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Two Miami first-years who have made an instant impact: Maddy Huhn and Núria Jurjo

<p>Miami University women&#x27;s basketball first-years Maddy Huhn (left) and Núria Jurjo (right) both had long roads to Oxford.</p>

Miami University women's basketball first-years Maddy Huhn (left) and Núria Jurjo (right) both had long roads to Oxford.

After a controversial conclusion to the 2022-23 women’s basketball season, the Miami University RedHawks faced a completely new beginning. Of the 12 players on last year’s roster, only five returned. The arrival of Head Coach Glenn Box, as well as four incoming transfers, helped fill the RedHawks’ blank slate. 

Miami also recruited five freshmen, who make up over half of the roster this season. For first-year players Maddy Huhn and Núria Jurjo, the journey to Oxford has been unconventional.

These two players both traveled quite a distance before arriving at Miami, and their eventual decision to commit to the RedHawks took some time to develop.

Huhn, a native of Carlsbad, California, said her decision to come to Oxford came down to two things.

“I wanted to experience a different part of the country,” Huhn said. “But also, I wanted to be somewhere where I felt like I could contribute right away and make a difference.” 

At Carlsbad High School, Huhn averaged 24 points, five rebounds and four assists per game as a senior. She also holds the record for most career points (2,117) for the Carlsbad Lancers and was named First Team All-Conference in her final season.

This season, Huhn has made a difference for the RedHawks as a starter by averaging four points, two rebounds and one assist on 32% shooting from the field in 23 minutes as a first-year. 

She’s also been gaining confidence as the season continues and credits it to Box and her teammates. 

“Having a coach believe in you as a freshman definitely is a confidence booster,” Huhn said. “And it feels great to be surrounded by players who support you.”

Jurjo has had a similar journey, gaining confidence as a first-year after traveling a long distance to Oxford. Jurjo is a native of Barcelona, Spain. She also wanted to have a chance to add to the Miami basketball program.

“I was coming to a new team with a new coach where I could contribute,” Jurjo said. “Miami really pursued me to the very end of my decision process.”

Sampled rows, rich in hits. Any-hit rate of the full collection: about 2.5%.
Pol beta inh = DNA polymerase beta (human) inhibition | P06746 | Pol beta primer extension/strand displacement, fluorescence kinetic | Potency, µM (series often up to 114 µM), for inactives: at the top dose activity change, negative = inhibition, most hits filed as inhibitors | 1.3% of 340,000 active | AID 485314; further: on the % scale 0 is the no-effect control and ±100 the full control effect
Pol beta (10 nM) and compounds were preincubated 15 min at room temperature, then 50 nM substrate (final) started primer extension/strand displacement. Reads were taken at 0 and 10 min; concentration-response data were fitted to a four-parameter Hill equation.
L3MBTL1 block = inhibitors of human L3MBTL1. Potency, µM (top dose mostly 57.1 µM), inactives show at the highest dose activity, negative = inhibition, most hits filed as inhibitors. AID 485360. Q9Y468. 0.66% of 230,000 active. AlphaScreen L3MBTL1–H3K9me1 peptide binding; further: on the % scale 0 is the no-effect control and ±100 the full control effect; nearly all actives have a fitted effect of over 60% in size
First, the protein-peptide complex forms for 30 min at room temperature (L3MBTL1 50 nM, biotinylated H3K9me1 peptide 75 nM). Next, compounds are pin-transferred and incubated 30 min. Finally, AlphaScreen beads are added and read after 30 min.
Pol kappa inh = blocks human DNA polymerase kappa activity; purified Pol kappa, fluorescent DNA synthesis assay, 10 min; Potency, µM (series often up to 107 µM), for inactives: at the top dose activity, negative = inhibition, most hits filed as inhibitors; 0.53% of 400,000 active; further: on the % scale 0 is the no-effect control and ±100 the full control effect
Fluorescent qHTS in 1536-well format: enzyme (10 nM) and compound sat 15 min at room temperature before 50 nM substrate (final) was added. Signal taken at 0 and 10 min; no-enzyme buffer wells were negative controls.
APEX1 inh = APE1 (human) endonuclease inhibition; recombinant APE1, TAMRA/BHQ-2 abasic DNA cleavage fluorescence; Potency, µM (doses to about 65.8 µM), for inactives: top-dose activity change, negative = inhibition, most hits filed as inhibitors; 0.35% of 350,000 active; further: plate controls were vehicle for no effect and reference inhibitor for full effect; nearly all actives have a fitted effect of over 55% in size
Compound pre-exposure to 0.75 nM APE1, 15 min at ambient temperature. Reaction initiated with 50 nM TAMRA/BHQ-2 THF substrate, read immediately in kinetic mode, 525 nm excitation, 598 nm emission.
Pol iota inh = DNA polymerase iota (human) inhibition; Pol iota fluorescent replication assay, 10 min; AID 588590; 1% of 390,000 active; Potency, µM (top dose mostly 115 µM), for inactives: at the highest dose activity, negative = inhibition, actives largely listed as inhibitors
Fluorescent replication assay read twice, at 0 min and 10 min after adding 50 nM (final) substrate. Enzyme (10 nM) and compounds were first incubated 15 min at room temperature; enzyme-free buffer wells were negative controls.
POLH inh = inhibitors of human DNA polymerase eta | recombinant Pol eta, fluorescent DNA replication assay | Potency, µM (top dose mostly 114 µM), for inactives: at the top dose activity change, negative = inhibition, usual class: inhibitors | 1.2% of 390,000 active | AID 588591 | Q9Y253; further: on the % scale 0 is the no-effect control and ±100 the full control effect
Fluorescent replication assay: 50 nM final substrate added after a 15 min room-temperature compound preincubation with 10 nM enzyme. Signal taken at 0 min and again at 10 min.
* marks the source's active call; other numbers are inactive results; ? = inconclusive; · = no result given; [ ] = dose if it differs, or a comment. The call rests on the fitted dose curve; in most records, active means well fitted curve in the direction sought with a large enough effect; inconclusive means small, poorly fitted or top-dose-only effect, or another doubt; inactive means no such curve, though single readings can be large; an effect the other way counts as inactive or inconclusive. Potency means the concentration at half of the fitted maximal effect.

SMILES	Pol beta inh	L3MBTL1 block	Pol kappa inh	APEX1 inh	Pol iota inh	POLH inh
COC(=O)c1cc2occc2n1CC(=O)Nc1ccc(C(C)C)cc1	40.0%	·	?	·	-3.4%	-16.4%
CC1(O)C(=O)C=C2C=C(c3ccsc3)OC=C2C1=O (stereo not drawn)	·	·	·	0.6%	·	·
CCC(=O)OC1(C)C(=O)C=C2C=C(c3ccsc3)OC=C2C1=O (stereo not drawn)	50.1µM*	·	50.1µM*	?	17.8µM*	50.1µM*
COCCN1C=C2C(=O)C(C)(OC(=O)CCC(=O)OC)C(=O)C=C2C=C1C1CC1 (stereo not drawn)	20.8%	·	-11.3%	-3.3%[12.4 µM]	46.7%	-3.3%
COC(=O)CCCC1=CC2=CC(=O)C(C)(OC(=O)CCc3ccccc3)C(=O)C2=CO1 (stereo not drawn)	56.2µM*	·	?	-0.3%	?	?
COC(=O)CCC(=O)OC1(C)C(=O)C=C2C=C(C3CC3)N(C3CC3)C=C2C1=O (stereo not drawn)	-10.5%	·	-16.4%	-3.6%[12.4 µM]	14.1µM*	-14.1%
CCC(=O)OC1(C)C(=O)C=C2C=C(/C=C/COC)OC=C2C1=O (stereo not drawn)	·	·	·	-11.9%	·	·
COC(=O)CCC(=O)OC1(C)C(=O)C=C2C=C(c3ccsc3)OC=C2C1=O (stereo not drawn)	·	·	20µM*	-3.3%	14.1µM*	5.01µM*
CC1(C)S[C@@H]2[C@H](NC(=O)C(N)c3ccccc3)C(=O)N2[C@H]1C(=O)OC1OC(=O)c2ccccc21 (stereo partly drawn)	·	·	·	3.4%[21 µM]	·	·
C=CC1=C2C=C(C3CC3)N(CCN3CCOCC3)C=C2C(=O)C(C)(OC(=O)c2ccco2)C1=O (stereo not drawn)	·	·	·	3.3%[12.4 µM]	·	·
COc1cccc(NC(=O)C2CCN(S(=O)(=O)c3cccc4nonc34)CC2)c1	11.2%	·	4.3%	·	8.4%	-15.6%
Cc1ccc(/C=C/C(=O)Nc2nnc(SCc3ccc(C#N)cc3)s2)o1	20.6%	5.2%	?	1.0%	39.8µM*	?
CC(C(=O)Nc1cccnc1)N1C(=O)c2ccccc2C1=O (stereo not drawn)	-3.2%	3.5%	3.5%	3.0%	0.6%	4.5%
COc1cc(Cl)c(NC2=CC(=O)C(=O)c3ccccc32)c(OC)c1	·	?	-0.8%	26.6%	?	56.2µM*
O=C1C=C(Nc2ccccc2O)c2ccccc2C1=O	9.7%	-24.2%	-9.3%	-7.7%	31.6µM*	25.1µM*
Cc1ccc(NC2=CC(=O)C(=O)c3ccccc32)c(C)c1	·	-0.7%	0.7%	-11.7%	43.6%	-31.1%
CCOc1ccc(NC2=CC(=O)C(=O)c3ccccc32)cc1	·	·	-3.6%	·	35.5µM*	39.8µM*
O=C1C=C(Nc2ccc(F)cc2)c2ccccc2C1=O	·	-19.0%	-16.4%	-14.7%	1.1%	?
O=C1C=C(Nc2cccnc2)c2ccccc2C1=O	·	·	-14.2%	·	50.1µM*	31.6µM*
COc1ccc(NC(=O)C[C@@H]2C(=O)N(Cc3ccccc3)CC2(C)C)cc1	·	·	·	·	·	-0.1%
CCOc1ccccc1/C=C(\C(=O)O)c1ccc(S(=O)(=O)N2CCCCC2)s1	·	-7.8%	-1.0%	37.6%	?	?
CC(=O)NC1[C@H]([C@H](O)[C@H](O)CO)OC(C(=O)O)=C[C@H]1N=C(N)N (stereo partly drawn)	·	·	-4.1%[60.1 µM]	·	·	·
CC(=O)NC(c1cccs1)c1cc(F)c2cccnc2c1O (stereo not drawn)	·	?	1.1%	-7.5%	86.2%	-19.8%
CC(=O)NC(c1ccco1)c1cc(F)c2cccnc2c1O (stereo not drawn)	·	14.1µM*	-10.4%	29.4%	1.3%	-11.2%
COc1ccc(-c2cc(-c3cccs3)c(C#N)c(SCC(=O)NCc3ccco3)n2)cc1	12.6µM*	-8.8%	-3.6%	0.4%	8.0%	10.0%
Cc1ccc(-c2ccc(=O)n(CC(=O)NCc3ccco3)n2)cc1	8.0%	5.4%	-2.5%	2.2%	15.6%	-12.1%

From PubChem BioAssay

In Barcelona, she attended Institut Montserrat Roig, where she shot 49.4% from the floor as a senior and averaged 10 points per game as a junior while shooting 75% from the charity stripe.

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Jurjo also played for Basket Almeda, one of the top second division women’s clubs in Spain. She played  for three seasons and averaged five points and two rebounds on 49% shooting last season.

This season for the RedHawks, Jurjo has been a consistent force off the bench. She is averaging three points, two rebounds and a team high 2.3 assists per game in 16.8 minutes. 

Both Jurjo and Huhn’s favorite memory on-court was their decisive victory over the Xavier University Musketeers on Nov. 28, a 58-57 overtime winner at home for the RedHawks. 

Box spoke of how proud he was of the team’s effort that game. 

“I’m super happy for our team and our staff,” Box said. “Everyone has worked super hard. It was good for them to see something good happen.”

The RedHawks are 4-14 so far this season, with two of their wins coming in overtime. The first was over Xavier, and then the RedHawks beat Oakland University 68-66 on the road. 

The RedHawks are a much different team from last year's group, which finished 10th of 12 in a very competitive Mid-American Conference (MAC). They didn’t qualify for the conference tournament, but they finished 7-11 in MAC-play and missed due to an 0-3 record versus Ball State University and Bowling Green State University combined.

That team had five players who averaged 63.1 points per game, which accounted for 90% of the points. They also averaged 25.9 rebounds per game which accounted for 73% of the rebounds last year.

The RedHawks lost all five of those players via transfer and returned only five of the 12 players from last year’s roster.

Miami’s team makeup this year includes four true first-years, the five returners and five transfers as well as a brand new head coach.

Time will tell how the RedHawks will mesh together, but they have an opportunity to make a run for the conference tournament with six home conference matchups occurring in the next month and a half.

In their next few games, Miami will take on two MAC teams which are ranked 11th and 12th. The RedHawks’ next matchup will take place in Akron against the University of Akron Zips on Feb. 3.